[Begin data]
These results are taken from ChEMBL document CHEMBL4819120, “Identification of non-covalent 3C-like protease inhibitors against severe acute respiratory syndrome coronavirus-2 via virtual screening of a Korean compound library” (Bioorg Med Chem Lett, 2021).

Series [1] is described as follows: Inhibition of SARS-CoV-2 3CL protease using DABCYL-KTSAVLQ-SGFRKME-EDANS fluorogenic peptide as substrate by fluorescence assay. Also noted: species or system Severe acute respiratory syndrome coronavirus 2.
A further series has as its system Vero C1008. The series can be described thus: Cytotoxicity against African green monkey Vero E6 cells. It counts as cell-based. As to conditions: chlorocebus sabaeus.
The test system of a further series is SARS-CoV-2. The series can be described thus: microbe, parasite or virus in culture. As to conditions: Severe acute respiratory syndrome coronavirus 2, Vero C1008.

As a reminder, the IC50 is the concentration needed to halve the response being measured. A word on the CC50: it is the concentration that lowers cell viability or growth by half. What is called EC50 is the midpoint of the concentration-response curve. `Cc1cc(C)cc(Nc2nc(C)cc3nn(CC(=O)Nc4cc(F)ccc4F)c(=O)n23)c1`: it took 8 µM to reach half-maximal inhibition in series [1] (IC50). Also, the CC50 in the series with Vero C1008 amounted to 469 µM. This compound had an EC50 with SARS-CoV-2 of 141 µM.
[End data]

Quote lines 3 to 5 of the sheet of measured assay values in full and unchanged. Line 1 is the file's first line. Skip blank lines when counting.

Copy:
A further series has as its system Vero C1008. The series can be described thus: Cytotoxicity against African green monkey Vero E6 cells. It counts as cell-based. As to conditions: chlorocebus sabaeus.
The test system of a further series is SARS-CoV-2. The series can be described thus: microbe, parasite or virus in culture. As to conditions: Severe acute respiratory syndrome coronavirus 2, Vero C1008.

As a reminder, the IC50 is the concentration needed to halve the response being measured. A word on the CC50: it is the concentration that lowers cell viability or growth by half. What is called EC50 is the midpoint of the concentration-response curve. `Cc1cc(C)cc(Nc2nc(C)cc3nn(CC(=O)Nc4cc(F)ccc4F)c(=O)n23)c1`: it took 8 µM to reach half-maximal inhibition in series [1] (IC50). Also, the CC50 in the series with Vero C1008 amounted to 469 µM. This compound had an EC50 with SARS-CoV-2 of 141 µM.